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HEARING This ’80s Song’s Bassline Can Break A Laptop

Playing audio on laptop

Song_about_summer/Shutterstock

Gadgets, especially phones and computers, could act erratically without the apparent damage. Devices often start behaving weirdly because of code shenanigans in updates or existing files, but on some occasions, any sudden or slow-paced harm to the hardware may also result in a computing machine to malfunction.A good specially craftedtext could be enough to accomplish the job, with respect to the bug.

In 2021, a Windows 10 vulnerability caused the machine to crash whenever a specific path was typed in to the Chrome search bar. Per year earlier, a noted leaker highlighted what sort of special mixture of Unicode characters used to type a so-called text bomb word would cause an iPhone to become unresponsive (via Twitter). In 2018, Apple fixed a vulnerability across its phone, tablet, computer, and smartwatch portfolio that could crash the devices simply by typing a particular character in the Telugu language, as detailed by Sophos. However, it isn’t always weird lines of code or busted components that trigger something panic.

Sometimes, it could simply be considered a vocal cue such as a popping melody or perhaps a guy shrieking right into a server traythat borks things on a computing device. Through the early 2000s era, Janet Jackson’s song Rhythm Nation”reportedlycrashed certain computers. Raymond Chen, a software engineer at Microsoft,highlighted the odd phenomenon in a post, revealing that the hit song would crash laptops which were armed with a particular class of hard disks in the OR WINDOWS 7 days.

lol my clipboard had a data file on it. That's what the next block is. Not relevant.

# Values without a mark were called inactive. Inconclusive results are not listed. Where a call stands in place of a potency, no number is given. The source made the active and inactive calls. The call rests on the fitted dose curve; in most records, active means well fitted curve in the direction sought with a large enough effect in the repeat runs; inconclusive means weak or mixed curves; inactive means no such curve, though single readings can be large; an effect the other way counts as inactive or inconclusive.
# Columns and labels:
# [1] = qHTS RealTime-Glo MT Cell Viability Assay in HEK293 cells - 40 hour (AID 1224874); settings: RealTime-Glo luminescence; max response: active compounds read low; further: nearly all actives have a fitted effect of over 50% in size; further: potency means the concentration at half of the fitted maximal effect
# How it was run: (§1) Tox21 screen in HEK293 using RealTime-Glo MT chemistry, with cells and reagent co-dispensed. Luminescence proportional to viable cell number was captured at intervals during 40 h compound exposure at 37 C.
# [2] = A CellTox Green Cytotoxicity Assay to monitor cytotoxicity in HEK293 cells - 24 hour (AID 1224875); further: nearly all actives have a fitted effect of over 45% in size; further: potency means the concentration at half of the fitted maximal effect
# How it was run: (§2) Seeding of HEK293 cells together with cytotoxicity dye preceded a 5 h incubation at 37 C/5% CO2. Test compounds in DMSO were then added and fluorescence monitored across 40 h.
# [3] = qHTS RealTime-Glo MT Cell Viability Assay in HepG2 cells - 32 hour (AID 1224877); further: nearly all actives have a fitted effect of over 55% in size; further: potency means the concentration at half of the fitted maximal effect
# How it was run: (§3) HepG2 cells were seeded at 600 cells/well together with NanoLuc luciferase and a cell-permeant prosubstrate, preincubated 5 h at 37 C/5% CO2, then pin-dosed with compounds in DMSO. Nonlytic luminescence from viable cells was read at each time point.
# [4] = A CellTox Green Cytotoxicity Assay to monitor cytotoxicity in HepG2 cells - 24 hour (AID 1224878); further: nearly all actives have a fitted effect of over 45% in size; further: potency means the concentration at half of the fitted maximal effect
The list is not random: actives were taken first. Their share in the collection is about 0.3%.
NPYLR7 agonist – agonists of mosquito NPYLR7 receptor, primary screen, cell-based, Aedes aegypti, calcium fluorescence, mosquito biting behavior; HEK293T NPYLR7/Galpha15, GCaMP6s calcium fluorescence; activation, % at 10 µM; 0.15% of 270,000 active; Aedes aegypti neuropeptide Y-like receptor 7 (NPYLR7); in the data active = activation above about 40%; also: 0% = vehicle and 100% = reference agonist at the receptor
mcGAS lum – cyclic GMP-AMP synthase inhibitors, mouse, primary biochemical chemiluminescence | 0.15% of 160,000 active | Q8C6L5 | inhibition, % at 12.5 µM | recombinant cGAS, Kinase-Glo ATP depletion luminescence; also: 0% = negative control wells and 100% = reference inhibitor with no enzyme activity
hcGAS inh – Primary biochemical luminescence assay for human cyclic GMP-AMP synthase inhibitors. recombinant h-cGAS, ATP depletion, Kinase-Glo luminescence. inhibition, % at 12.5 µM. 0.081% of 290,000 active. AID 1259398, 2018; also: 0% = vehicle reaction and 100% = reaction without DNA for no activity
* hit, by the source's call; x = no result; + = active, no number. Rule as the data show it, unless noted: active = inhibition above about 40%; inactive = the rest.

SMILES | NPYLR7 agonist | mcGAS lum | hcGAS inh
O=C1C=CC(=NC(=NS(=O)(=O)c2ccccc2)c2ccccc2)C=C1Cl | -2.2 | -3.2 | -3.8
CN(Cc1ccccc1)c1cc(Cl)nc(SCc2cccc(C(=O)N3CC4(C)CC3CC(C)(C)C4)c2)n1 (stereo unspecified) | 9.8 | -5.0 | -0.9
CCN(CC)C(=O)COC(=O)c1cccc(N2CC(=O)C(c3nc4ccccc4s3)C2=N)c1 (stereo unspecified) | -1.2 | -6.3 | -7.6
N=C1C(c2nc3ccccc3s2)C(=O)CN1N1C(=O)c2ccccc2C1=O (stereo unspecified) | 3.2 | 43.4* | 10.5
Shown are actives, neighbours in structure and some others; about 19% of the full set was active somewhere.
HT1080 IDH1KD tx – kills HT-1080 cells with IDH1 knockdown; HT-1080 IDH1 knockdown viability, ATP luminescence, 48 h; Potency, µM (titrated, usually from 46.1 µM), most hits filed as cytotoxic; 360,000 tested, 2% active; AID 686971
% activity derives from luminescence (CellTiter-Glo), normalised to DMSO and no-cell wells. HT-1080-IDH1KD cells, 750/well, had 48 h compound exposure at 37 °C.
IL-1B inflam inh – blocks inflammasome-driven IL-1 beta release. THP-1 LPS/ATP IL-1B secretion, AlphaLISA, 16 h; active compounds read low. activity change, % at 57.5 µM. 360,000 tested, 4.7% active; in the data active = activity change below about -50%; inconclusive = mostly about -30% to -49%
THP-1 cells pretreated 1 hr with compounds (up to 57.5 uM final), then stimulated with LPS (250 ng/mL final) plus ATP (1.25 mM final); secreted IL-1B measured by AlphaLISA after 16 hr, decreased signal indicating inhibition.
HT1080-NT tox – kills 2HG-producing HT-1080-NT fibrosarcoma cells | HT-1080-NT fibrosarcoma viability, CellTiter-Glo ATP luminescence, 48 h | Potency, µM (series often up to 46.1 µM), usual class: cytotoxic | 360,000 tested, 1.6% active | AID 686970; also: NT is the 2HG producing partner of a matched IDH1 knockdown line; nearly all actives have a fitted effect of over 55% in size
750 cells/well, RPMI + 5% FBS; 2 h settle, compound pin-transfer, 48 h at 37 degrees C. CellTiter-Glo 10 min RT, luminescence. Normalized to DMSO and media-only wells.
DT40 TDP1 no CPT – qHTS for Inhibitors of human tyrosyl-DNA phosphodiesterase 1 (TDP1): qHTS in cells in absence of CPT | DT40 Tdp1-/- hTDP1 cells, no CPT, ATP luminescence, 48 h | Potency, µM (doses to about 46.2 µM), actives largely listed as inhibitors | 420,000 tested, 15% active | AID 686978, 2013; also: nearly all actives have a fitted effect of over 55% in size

It’s all in the resonance physics

These glitch was even assigned a serialized identity by Mitre Corporation’s publicly disclosed cybersecurity vulnerabilities dashboard, which implies that it wasn’t an urban myth. So, why was it that just a specific Janet Jackson song made life problematic for a specific class of hard disks? The blame could be pinned on the natural resonant frequency of an unspecified 5400 RPM hard disk drive provided by an unnamed manufacturer that has been utilized by multiple PC brands.

In physics, an item’s natural resonant frequency may be the innate frequency of a material of which it vibrates most vigorously. In this instance, it had “among the natural frequencies” for that specific 5400 RPM hard disk drive model that caused the storage device to malfunction, in accordance with Chen. Because of this, a laptop with the vulnerable hard disk drive inside would crash even though “Rhythm Nation” was playing on another machine nearby.

Here’s our first video from our new series with Raymond Chen, @ChenCravat.

We asked him to inform us concerning the mystery wherein some music would crash a laptop!!?? pic.twitter.com/BRgfsWEaaC

Windows Dev Docs (@WindowsDocs) August 12, 2022

This resonance effect will often have devastating effects. Take, for instance, the Broughton suspension bridge collapse in 1831, which reportedly crumbled as the vibration made by the marching of soldiers matched the natural resonance frequency of the bridge, causing it to shake vigorously until it eventually quit and collapsed (via SciHi). To resolve the problem with Janet Jackson’s track crashing hard disks, the maker of the vulnerable storage device “added a custom filter in the audio pipeline” to eliminate the frequencies that caused it to malfunction, Chen explained in his post.

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